Insufficient Evidence For Culling Mountain Hares For Tick And Louping-Ill Virus (LIV) Control

Published on 29 June 2010 in Ecosystems and biodiversity

Mountain hare


Mountain hares Lepus timidus and sheep have been implicated in the transmission of the louping ill virus (LIV) to red grouse Lagopus lagopus scoticus, which have been in long-term decline. LIV is a flavivirus transmitted by sheep ticks Ixodes ricinus and can cause high mortality in infected red grouse chicks reducing grouse density and the associated revenues from shooting. Therefore, controlling LIV is considered to be important for the continued financial viability of estates managed for grouse shooting. Although mountain hares do not show clinical symptoms of LIV, they are hosts for ticks, and laboratory trials have shown that non-viraemic tick to tick transmission of LIV (i.e. through the skin between ticks feeding close together, rather than via the blood system) can occur when they co-feed on mountain hares.

While culling mountain hare was associated with a decrease in ticks and LIV prevalence, and an increase in grouse numbers in one study carried out in Morayshire, the study site was unusual in that LIV prevalence was initially very high, grouse numbers were low, and there were very few deer present. The results from this one study have been widely interpreted as demonstrating that culling mountain hares is an effective management strategy to control ticks, LIV and increase grouse numbers. As a consequence, some moorland managers have increased culling of mountain hares, in the belief that this could be an effective management strategy to control ticks and LIV.


Key Points

Mountain hares are a UK Biodiversity Action Plan species, and listed in Annex V of the EC Habitats Directive (1992), as a species 'of community interest whose taking in the wild and exploitation may be subject to management measures' which requires Member States to ensure the conservation status of mountain hares is maintained and that their populations are managed sustainably.

Mountain hare populations are under threat from habitat loss, fragmentation, and over-exploitation and are thought to have declined in numbers and range in the UK. Long-term climate change is likely to adversely influence the sub-arctic/alpine habitats favoured by mountain hares.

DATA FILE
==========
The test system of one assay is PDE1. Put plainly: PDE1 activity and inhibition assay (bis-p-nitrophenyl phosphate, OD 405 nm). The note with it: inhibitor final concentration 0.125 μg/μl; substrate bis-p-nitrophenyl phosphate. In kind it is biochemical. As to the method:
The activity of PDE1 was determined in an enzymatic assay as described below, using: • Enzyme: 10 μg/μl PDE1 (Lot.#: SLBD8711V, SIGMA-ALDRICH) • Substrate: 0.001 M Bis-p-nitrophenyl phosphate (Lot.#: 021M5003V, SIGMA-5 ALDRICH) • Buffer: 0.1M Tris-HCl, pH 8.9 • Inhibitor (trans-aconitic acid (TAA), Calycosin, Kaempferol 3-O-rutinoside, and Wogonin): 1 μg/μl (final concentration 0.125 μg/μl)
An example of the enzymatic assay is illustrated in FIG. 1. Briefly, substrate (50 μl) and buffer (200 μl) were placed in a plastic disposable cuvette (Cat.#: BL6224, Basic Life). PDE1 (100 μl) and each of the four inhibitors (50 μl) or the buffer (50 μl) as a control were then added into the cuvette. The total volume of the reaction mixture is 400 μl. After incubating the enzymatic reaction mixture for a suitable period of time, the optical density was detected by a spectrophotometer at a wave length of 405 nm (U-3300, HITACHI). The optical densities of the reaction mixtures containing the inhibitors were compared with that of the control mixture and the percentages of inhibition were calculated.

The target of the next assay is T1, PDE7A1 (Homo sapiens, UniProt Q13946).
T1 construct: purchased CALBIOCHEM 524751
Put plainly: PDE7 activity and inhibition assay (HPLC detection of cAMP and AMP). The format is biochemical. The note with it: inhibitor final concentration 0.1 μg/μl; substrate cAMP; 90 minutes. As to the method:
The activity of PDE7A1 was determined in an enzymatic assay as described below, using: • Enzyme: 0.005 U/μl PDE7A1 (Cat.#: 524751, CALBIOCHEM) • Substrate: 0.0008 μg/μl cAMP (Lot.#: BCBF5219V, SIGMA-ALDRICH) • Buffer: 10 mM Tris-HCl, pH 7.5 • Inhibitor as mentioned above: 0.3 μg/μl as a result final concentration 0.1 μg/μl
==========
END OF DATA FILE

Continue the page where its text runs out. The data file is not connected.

Mountain hares are an important quarry and prey species, and as a numerous and widespread herbivore in the uplands play an important but unexplored role in shaping upland habitats and predator communities.
There is evidence to suggest that the killing of mountain hares for reasons of control has recently increased. During the period 2006/07 50% of mountain hares killed were killed as part of tick control measures, 40% killed for sport and 10% killed for crop/forestry protection. This compares to the period 1995/06 when 60% of hares killed were killed for sporting interest and 40% were killed for control.
The evidence that has been used to support the culling of mountain hares to control ticks, LIV and increase grouse densities is limited and equivocal.


Research Undertaken

We reviewed the available published studies on the interactions between ticks, LIV, red grouse and mountain hares to assess the evidence that culling mountain hares is an effective and practical way to control louping ill virus in red grouse.

The evidence that culling hares can decrease tick numbers and LIV prevalence, and increase grouse numbers is limited. Only one study has investigated the associations between ticks, LIV, hare density and grouse density, restricting our ability to reliably assess the effectiveness of culling mountain hares to control ticks, louping ill virus, or increase red grouse densities. Furthermore, the information required to assess the cost-benefit of this management strategy is lacking. The population response of mountain hares to culling is not well understood and the possible effects on their conservation status and the upland ecosystem remain unexplored. However, where alternative tick hosts are present there is strong evidence that culling mountain hares will not have any significant affect on ticks, LIV or grouse numbers.
Our conclusion is that there is currently insufficient evidence to provide scientific justification for culling of this Annex V species for the purposes of tick and LIV control, with the purpose of increasing red grouse numbers.


Policy Implications

Along with culling, mountain hare populations face threats from climate change and habitat loss. This has led to the mountain hare being included on the UK Biodiversity Plan list of priority species. Mountain hares are also listed on Annex V of the EC Habitats Directive which aims to conserve natural habitats and wild fauna and flora, and requires Member States to take measures to ensure mountain hare populations are maintained at favourable conservation levels.

In parts of Scotland the grouse shooting industry can be crucial to livelihoods and the local economy. Ticks and LIV are perceived by grouse moor managers to be one of the most important current issues in the Scottish uplands and one of the biggest threats to their livelihoods. Despite this and in the face of their deteriorating conservation status, culling of mountain hares as part of an unproven strategy to control ticks and LIV and improve grouse numbers has to be questioned. This is both in terms of the potential impact on the conservation status of mountain hares and the efficacy of culling as a control strategy. This work highlights a number of knowledge gaps, some of which are being addressed by current RERAD and NERC-funded research.



Scott Newey, Lucy Gilbert, Annabel Harrison


Ecosystems and biodiversity

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